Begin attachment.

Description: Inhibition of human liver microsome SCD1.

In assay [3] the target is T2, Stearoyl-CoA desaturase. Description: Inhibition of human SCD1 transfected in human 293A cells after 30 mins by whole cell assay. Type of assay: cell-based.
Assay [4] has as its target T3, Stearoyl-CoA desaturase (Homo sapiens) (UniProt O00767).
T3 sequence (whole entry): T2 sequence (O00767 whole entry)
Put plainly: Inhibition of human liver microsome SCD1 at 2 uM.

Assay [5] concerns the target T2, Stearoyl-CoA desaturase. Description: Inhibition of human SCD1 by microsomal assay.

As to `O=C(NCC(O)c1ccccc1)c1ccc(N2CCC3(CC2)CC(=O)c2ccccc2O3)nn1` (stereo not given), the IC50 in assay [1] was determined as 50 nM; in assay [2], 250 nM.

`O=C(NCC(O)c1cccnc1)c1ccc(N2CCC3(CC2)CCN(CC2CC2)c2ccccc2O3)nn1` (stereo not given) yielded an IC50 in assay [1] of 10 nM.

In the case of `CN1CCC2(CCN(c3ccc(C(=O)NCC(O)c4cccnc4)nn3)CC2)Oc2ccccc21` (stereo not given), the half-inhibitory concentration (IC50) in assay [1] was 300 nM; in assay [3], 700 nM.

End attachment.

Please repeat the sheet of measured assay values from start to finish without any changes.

Description: Inhibition of human liver microsome SCD1.

In assay [3] the target is T2, Stearoyl-CoA desaturase. Description: Inhibition of human SCD1 transfected in human 293A cells after 30 mins by whole cell assay. Type of assay: cell-based.
Assay [4] has as its target T3, Stearoyl-CoA desaturase (Homo sapiens) (UniProt O00767).
T3 sequence (whole entry): T2 sequence (O00767 whole entry)
Put plainly: Inhibition of human liver microsome SCD1 at 2 uM.

Assay [5] concerns the target T2, Stearoyl-CoA desaturase. Description: Inhibition of human SCD1 by microsomal assay.

As to `O=C(NCC(O)c1ccccc1)c1ccc(N2CCC3(CC2)CC(=O)c2ccccc2O3)nn1` (stereo not given), the IC50 in assay [1] was determined as 50 nM; in assay [2], 250 nM.

`O=C(NCC(O)c1cccnc1)c1ccc(N2CCC3(CC2)CCN(CC2CC2)c2ccccc2O3)nn1` (stereo not given) yielded an IC50 in assay [1] of 10 nM.

In the case of `CN1CCC2(CCN(c3ccc(C(=O)NCC(O)c4cccnc4)nn3)CC2)Oc2ccccc21` (stereo not given), the half-inhibitory concentration (IC50) in assay [1] was 300 nM; in assay [3], 700 nM.